GREENSBORO, N.C. (WGHP) – At least four of the five Republican candidates for governor will gather for public forums and debates, but the perceived front-runner may not be among them.
State treasurer Dale Folwell, former insurance executive Jesse Thomas and former U.S. Rep. Mark Walker have confirmed they will attend debates on Sept. 12 in Cary and former state Sen. Andy Wells will join them on Sept. 13 in Charlotte, the first two of what may be several such events between now and the primary on March 5, aka Super Tuesday.
Those lineups so far do not include Lt. Gov. Mark Robinson, who leads in polls and fundraising, and his spokesperson did not respond to questions emailed by WGHP. Wells’ spokesperson said he had not heard from organizers about appearing at the event in Cary.
The debate on Sept. 12 in Cary, first reported by The Center Square, a nonpartisan national news organization, is scheduled for the MacGregor Downs Country Club and will be sponsored by the Wake County Republican Party. The event the next night in Charlotte is at Maggiano’s in SouthPark and is sponsored by the Republican Women of Greater Charlotte.
The bigger issue, though, is the status of Robinson, who has been endorsed by both former President Donald Trump and U.S. Sen. Ted Budd, among others. Skipping primary debates would be following a game plan adopted by Budd when running for the Senate in 2022.
Thomas, a former executive for Blue Cross Blue Shield, is the latest of the five to enter the race, joining Folwell of Winston-Salem, Lt. Gov. Robinson and 3-term congressman Walker from Greensboro and Iredell County developer Wells.
The race includes one confirmed Democrat – Attorney General Josh Stein – and two Libertarians, Shannon Bray of Apex and Mike Ross of Gaston County. Two or three others have been rumored to be considering running. Formal filing is scheduled for December.
“I am not surprised Mark Robinson is not debating,” Chris Cooper, a professor at Western Carolina University, elections expert and political blogger, told WGHP. “He is far ahead in the polls and has a penchant for making statements that come back to haunt him when he’s off-script — he’s got a lot to lose and very little, if anything, to gain for not debating. As Ted Budd proved last cycle, you can not only win a primary without debating, but you can win handily.
“Robinson and Budd’s decisions not to debate in the primary combined with Donald Trump’s decision not to participate in a Republican primary debate for the Presidency reinforces that we may be entering a new era of primary debates where front-runners don’t see any good in debating, and thus stay away from the stage and opt for more scripted venues.”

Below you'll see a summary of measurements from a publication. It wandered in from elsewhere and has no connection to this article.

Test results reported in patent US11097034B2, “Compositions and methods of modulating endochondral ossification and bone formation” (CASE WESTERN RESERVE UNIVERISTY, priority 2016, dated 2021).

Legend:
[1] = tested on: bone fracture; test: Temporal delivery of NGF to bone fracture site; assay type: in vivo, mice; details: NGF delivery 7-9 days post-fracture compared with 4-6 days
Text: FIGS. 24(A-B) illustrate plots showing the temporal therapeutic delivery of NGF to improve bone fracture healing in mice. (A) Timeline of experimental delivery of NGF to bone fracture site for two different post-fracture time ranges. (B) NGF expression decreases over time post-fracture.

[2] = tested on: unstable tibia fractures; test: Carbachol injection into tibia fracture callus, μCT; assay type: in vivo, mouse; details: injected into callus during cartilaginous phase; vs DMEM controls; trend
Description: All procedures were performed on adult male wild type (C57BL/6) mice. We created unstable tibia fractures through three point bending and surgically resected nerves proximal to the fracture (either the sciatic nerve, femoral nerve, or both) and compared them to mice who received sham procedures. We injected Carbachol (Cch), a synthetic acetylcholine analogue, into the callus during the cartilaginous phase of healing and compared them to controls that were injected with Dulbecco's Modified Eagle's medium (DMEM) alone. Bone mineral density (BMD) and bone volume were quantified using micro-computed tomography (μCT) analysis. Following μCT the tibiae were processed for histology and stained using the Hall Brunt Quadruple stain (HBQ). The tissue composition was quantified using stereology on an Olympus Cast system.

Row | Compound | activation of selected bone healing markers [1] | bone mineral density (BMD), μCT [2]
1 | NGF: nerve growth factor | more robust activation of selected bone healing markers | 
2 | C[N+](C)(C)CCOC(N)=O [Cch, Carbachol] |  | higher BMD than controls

Robinson, a resident of Guilford County and the state’s highest-ranking elected Republican serving in his first elected office, gained fame by preaching to a mass of gun owners at a Greensboro City Council meeting in a social media video gone viral in 2018. He has a long record of outrageous comments in speeches and on social media and has been attacked frequently by both Folwell and Walker.
Folwell, in confirming his participation in the debates by saying “anytime, anywhere, anyplace,” said he wasn’t surprised that Robinson would not be participating.
“Taxpayers shouldn’t be surprised that a person who has been paid nearly half a million dollars and not shown up for work would show up for a job interview for governor,” Folwell told WGHP.
“For both debates, Rep. Walker looks forward to sharing his vision to discuss his plans to push economic security and educational freedom, and how North Carolina can lead the way in protecting our children and families,” Jonathan Bridges, Walker’s campaign manager, told WGHP. “We hope that Mr. Robinson will reconsider his decision not to show up. It’s important for voters to know where the candidates stand on issues that are going to impact the direction of our state.”
The format to be used in the debate in Cary is unclear, but the event in Charlotte will be set up as a panel to include opening comments and timed questions and responses. It’s unknown who will do the questioning.
Jeff Moore, a spokesperson for the North Carolina Republican Party, says his group was not sponsoring, “though we’re glad voters will get to see our Republican candidates and weigh their candidacies.”